Where their range coincides with that of the common skunks, the local distribution of the two is practically the same. They live along the bottom-lands of watercourses, where vegetation is abundant and the supply of food most plentiful, or in canyons and on rocky mountain slopes.

For their protection hog-nosed skunks create their own burrows, generally within a bank, or beneath a rock, or the roots of a tree, but do not hesitate to take possession of the deserted burrows of other animals, or of natural cavities among the rocks. Owing to their strictly nocturnal habits, they are generally much less frequently seen than the common skunks, even in localities where they are numerous. Sightings are recorded from brush habitat and semiopen grasslands. Habitats may also include rocky terrain and stream beds in desert-scrub and mesquite grassland.

Infrequent sightings of the American hog-nosed skunks raise concerns over the conservation status.[4]

Feeding habits

Although both the spotted skunk and common skunks live mainly on insects, the hog-nosed skunks are even more insectivorous in their feeding habits. The bare snout appears to be used constantly for the purpose of rooting out beetles, grubs, and larvae of various kinds from the ground.

References

  1. ^ Skunk. Columbia Electronic Encyclopedia, 6Th Edition [serial online]. October 2011;:1. Available from: Academic Search Premier, Ipswich, MA. Accessed November 29, 2011.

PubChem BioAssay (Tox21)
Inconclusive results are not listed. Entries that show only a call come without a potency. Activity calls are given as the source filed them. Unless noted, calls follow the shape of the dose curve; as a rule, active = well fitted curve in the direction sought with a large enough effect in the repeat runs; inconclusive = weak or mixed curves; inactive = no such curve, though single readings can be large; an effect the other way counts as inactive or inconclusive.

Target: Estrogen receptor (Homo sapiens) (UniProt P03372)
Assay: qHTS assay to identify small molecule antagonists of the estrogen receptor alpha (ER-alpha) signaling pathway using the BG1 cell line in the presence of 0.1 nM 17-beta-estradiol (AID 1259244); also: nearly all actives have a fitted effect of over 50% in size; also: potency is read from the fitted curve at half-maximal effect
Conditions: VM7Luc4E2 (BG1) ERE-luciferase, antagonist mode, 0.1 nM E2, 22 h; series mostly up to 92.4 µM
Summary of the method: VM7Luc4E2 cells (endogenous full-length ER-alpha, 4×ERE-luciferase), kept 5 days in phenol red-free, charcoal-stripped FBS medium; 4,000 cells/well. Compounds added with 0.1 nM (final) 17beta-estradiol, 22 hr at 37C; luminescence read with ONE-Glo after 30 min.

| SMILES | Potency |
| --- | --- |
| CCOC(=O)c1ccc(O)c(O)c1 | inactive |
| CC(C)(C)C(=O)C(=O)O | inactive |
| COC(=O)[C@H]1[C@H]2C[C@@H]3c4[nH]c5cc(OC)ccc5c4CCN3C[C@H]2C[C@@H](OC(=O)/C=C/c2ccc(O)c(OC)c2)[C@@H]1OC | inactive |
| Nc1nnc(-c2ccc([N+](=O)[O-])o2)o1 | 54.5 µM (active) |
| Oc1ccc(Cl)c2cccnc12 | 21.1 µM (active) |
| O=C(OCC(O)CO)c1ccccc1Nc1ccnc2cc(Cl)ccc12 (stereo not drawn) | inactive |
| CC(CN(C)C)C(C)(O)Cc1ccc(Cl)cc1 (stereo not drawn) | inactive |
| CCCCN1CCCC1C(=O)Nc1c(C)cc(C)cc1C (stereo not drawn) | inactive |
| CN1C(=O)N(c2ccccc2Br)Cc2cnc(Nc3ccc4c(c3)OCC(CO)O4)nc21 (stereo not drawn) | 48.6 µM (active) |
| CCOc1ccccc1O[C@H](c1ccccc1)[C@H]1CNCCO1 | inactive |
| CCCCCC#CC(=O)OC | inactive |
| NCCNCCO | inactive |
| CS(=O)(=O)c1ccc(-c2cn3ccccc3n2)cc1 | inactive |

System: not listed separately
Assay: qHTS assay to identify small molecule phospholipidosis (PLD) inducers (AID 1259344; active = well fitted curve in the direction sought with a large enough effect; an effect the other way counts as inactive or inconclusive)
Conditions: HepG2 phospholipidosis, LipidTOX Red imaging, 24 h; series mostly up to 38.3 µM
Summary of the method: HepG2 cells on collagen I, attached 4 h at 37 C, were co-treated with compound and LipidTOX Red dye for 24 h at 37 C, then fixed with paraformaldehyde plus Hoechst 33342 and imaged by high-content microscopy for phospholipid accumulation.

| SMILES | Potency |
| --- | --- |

2. ^ Western Hog-nosed Skunk
  3. ^ Cuarón AD & Helgen H (2008). "Conepatus leuconotus". IUCN Red List of Threatened Species. Version 2008. International Union for Conservation of Nature. Retrieved 2008-10-24.
  4. ^ a b c d e Kays, Roland (2002). Mammals of North America. Princeton, New Jersey: Princeton University Press. pp. 180–182. ISBN 0-691-07012-1.
  5. ^ a b c d Hall, Raymond (1981). The Mammals of North America Volume II. Canada: Wiley-Interscience Publication. pp. 1025–1028. ISBN 0-471-05444-5.
  6. ^ Emmons, L. & Helgen, K. (2008). Conepatus chinga. In: IUCN 2008. IUCN Red List of Threatened Species. Downloaded on 29 November 2010.
  7. ^ Zapata, Sonia C.; Travaini, Alejandro; Martínez-Peck, Rolando (2001). "Seasonal feeding habits of the Patagonian hog-nosed skunk Conepatus humboldtii in southern Patagonia". Acta Theriologica. 46: 97–102.

External links

This article incorporates text from the publication Wild Animals of North America, copyright 1918 by the National Geographic Society. This book is in the public domain.

Altos de Lircay National Reserve

Altos de Lircay National Reserve is a 121.63 km2 (46.96 sq mi) nature reserve located in Talca Province, Maule Region, Chile. It lies in a pre-Andean area close to Radal Siete Tazas National Park, as well as Descabezado Grande and Cerro Azul volcanoes.

The reserve is home to a significant variety of wildlife including rare and threatened animals such as the Tricahue parrot, Molina's hog-nosed skunk and plants such as the ciprés de la cordillera and roble Maulino. In the area can be found seven of the ten species of the genus Nothofagus occurring in Chile.

There are three major rivers in the reserve, the Lircay that is a tributary of the Claro River, the Claro that flows north to south through the reserve, and the Blanquillo that joins the latter river in the reserve.

American hog-nosed skunk